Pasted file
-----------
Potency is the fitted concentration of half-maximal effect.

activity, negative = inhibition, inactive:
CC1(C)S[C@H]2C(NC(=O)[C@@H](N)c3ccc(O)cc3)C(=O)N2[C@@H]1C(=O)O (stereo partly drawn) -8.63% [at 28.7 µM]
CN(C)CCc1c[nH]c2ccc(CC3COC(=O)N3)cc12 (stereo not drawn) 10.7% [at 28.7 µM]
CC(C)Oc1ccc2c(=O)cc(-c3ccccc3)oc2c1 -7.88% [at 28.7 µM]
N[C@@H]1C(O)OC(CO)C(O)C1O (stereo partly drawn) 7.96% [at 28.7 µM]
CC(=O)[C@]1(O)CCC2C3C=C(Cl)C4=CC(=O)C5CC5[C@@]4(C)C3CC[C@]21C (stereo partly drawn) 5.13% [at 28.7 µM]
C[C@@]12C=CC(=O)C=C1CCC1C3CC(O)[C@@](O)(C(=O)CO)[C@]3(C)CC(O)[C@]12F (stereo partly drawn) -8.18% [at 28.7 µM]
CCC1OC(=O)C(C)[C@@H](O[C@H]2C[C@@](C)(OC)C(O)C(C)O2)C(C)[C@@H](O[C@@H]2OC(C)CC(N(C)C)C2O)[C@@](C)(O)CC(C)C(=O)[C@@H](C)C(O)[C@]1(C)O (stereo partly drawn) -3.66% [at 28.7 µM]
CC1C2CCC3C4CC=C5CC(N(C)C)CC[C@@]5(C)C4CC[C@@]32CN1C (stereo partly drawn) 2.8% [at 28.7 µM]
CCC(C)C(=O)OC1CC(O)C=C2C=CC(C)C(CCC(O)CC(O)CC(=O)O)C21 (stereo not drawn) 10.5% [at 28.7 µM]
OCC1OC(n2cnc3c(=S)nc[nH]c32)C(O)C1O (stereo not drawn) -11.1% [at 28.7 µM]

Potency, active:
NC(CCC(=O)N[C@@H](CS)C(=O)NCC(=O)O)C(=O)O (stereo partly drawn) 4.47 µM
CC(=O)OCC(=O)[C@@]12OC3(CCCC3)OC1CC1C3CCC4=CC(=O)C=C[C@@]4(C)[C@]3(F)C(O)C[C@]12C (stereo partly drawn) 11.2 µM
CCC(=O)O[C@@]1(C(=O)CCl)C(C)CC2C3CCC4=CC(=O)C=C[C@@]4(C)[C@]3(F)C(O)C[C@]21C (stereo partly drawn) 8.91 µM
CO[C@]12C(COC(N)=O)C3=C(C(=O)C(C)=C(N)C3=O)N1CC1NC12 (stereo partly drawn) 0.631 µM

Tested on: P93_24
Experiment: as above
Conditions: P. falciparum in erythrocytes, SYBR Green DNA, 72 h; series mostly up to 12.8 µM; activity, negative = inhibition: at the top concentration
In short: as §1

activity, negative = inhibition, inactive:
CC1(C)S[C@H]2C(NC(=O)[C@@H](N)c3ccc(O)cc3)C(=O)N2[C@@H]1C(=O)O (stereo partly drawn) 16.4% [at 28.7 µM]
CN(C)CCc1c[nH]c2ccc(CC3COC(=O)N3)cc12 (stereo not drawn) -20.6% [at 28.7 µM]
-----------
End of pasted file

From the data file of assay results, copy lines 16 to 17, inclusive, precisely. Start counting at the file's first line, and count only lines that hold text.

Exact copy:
CCC(=O)O[C@@]1(C(=O)CCl)C(C)CC2C3CCC4=CC(=O)C=C[C@@]4(C)[C@]3(F)C(O)C[C@]21C (stereo partly drawn) 8.91 µM
CO[C@]12C(COC(N)=O)C3=C(C(=O)C(C)=C(N)C3=O)N1CC1NC12 (stereo partly drawn) 0.631 µM